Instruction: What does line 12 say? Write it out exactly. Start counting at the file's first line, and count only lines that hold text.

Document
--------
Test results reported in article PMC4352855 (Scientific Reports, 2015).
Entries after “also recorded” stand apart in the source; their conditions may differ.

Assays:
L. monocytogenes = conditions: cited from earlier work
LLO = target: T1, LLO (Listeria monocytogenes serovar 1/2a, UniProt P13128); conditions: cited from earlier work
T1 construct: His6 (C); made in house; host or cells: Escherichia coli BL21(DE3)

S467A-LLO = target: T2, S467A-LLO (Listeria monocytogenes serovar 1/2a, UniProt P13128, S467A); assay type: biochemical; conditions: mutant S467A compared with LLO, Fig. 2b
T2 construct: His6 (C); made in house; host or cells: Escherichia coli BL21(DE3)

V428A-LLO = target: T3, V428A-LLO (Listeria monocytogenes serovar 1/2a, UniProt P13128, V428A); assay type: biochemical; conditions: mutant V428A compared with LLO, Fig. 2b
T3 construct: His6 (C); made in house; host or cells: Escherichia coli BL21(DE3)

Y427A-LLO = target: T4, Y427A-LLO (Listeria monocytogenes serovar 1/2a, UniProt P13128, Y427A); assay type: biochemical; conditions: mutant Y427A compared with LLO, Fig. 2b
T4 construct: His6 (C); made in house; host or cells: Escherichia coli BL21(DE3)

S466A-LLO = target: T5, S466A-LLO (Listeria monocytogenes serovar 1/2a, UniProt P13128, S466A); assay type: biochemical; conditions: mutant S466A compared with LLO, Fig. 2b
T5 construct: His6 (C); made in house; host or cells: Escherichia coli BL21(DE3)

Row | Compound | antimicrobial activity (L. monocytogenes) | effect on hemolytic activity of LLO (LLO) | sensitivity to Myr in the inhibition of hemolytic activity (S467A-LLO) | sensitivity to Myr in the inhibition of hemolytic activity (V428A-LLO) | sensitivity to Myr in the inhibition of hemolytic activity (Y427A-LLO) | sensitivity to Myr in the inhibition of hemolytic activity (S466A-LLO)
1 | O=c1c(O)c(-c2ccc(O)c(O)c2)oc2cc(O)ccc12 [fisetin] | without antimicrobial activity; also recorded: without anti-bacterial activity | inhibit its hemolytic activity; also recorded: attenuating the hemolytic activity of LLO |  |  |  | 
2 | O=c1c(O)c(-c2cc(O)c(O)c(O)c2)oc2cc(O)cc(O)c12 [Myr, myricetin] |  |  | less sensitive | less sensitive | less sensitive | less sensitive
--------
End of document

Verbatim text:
T4 construct: His6 (C); made in house; host or cells: Escherichia coli BL21(DE3)